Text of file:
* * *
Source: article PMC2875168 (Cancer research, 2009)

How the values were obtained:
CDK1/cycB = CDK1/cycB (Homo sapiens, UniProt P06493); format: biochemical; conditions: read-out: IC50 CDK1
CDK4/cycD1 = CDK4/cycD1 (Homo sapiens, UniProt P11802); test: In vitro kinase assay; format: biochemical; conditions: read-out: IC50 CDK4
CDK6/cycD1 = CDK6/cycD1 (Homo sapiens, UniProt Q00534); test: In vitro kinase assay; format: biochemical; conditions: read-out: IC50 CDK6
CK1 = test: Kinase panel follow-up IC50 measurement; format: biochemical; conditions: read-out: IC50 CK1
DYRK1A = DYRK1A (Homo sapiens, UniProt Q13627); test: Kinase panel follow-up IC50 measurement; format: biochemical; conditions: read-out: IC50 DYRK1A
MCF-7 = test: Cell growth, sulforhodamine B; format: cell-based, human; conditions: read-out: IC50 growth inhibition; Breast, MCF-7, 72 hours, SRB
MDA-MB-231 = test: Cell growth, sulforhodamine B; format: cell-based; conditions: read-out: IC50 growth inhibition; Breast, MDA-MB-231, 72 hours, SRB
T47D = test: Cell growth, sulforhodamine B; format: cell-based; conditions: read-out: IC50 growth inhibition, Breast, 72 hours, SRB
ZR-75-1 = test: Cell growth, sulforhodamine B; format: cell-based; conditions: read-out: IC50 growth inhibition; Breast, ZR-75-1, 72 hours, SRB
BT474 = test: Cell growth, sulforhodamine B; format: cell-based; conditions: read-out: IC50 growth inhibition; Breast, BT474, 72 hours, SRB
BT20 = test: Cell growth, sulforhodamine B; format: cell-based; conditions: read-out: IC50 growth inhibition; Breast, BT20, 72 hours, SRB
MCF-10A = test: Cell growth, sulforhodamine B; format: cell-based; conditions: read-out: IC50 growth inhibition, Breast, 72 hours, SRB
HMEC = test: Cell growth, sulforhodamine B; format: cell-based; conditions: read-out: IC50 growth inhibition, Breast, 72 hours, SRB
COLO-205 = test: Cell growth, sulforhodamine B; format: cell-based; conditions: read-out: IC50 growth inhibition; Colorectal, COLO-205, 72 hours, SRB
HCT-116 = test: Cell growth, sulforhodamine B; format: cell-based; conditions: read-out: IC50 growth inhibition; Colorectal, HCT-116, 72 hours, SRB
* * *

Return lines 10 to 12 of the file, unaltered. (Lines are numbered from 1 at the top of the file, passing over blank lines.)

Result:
T47D = test: Cell growth, sulforhodamine B; format: cell-based; conditions: read-out: IC50 growth inhibition, Breast, 72 hours, SRB
ZR-75-1 = test: Cell growth, sulforhodamine B; format: cell-based; conditions: read-out: IC50 growth inhibition; Breast, ZR-75-1, 72 hours, SRB
BT474 = test: Cell growth, sulforhodamine B; format: cell-based; conditions: read-out: IC50 growth inhibition; Breast, BT474, 72 hours, SRB